But if it is difficult and different, how come you see a lot of these types of relationships everywhere?You have Europeans and Asians, Arabics and Americans, Australians and South Americans, Africans and Canadians, and almost every possible combination out there.This can be a great thing because it’ll mean complete language immersion for you and opportunities to learn a language as people speak it in the real world and not just in the classroom. Check out our free placement test to see how your level measures up! You’ll have to spend time away One of the biggest struggles of being in a multi-cultural relationship (that’s right folks, it’s not all roses and bunny rabbits) is having to make the decision of where to live.If you’re from different cultures on opposite sides of the globe, at least one of you is going to have to make a hard choice about living far from your family for extended periods of time.Say you meet a handsome stranger one night in the corner of a dark bar.He’s visiting from somewhere else, but something clicks and all of a sudden it’s on.Dating someone from another culture can be a mix of the good, the bad, and the very, very awkward – especially if they hail from a country you’ve never visited and a culture you’ve never experienced before. While this can be true, having a significant other from another culture can be an enriching and exciting experience, and sometimes it’s the differences that allow for a relationship to work harmoniously.When I was younger, my parents always told me that dating someone from the same cultural background as myself would be a wise and easy choice. So to all you romantics and risk-takers out there, check out these 5 things you learn when dating a person from outside your cultural bubble and get ready to take the leap with that someone special! You’ll have to learn a new language While dating someone from a foreign country doesn’t always ensure you’ll learn a new language, if you’re in the relationship for the long haul you’ll most likely start to pick up your partner’s native tongue without even realizing it.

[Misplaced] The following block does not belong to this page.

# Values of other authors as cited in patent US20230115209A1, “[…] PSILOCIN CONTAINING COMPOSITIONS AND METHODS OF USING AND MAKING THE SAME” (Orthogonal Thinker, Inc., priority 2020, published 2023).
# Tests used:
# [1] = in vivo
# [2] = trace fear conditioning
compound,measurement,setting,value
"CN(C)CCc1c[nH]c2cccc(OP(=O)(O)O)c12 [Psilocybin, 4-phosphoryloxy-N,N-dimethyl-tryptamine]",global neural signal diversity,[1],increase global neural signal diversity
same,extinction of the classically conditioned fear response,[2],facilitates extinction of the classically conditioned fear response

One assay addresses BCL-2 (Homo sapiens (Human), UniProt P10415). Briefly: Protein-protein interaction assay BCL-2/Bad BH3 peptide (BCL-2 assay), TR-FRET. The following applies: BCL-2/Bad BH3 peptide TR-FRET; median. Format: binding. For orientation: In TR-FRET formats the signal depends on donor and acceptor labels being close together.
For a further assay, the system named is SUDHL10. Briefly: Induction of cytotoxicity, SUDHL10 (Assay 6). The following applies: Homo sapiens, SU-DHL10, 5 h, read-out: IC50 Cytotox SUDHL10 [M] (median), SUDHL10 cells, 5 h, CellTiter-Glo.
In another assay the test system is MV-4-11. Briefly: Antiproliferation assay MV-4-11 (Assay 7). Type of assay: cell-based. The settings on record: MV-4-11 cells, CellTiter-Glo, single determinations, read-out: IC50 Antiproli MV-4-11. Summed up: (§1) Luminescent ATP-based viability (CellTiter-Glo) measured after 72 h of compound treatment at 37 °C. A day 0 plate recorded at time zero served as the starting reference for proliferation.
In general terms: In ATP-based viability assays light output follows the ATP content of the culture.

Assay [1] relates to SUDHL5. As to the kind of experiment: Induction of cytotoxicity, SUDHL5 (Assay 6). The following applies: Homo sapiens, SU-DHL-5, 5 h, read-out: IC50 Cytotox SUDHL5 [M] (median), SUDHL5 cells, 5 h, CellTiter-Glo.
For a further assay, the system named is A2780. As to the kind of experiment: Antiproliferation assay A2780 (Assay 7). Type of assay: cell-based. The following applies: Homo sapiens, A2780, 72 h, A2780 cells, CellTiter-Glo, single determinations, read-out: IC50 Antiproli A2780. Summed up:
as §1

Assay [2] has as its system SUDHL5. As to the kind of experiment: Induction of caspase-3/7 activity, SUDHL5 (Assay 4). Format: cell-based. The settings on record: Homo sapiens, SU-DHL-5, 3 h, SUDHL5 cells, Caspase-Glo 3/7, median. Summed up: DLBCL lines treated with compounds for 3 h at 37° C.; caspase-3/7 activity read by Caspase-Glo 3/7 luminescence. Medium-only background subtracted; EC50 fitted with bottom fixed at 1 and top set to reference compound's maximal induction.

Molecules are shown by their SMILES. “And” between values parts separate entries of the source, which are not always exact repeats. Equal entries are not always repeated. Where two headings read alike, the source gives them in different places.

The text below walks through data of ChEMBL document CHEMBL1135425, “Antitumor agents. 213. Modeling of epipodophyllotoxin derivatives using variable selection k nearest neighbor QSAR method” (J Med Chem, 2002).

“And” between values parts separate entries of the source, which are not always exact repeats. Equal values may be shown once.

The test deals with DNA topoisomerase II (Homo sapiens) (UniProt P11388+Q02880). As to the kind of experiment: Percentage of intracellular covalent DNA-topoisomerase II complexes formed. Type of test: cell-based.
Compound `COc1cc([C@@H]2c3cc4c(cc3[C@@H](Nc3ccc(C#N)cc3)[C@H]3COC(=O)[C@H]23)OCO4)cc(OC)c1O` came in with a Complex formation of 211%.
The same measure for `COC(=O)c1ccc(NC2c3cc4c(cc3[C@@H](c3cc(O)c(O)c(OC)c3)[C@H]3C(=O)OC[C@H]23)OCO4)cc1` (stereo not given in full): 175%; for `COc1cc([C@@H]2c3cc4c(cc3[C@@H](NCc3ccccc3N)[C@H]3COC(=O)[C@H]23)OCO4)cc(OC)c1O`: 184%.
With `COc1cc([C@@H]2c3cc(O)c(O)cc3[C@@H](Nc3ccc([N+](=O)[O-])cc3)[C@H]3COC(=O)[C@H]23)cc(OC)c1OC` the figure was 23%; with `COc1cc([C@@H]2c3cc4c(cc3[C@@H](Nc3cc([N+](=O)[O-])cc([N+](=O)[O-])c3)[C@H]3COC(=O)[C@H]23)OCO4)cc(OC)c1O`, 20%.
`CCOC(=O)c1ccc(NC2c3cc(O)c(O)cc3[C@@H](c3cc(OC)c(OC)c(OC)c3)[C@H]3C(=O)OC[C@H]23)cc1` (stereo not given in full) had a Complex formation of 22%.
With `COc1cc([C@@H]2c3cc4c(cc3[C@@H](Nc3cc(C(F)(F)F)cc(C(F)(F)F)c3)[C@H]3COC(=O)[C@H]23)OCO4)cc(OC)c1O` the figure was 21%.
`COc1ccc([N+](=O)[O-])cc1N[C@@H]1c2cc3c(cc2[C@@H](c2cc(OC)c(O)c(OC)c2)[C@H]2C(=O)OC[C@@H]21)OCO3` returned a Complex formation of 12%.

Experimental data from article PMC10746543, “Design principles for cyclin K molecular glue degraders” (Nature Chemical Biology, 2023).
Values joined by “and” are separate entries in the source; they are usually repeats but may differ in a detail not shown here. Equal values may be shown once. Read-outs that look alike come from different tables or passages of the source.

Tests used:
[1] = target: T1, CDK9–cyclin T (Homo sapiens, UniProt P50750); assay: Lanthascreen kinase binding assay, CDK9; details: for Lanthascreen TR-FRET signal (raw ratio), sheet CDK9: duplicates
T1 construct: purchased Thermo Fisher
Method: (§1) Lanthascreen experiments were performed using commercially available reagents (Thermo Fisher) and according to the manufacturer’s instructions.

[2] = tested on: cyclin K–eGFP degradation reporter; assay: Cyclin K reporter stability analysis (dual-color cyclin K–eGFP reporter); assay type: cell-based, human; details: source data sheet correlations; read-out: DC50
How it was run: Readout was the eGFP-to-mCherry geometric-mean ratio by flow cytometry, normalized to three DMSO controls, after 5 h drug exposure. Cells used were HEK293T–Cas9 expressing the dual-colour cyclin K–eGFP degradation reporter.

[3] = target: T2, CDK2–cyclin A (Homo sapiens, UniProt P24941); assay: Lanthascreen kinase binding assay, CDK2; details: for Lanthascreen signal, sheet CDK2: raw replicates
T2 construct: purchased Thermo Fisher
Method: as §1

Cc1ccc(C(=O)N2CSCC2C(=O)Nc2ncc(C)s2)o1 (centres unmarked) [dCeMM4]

I’m surprised I have even allowed myself to fall for a guy from another country knowing what it entails.Visits home can mean days of listening to people converse in another language.Sure, in the beginning your SO’s parents might try to speak English to you, but the more comfortable they get with your presence the more likely they are to simply fall back into speaking the tongue they’re more familiar with.We tried to make it work as best we could, but ultimately the distance worked against us.As I watched my own relationship and the long-distance relationships of my friends dissolve around me, I vowed never to embark on a nightmare like that ever again.I keep telling myself that I should really try to date people closer to home… Since I first started dating an international student from Spain (at my American college) I have constantly asked myself the question, “Is it unwise to get romantically involved with a student who is only going to be around for a limited amount of time?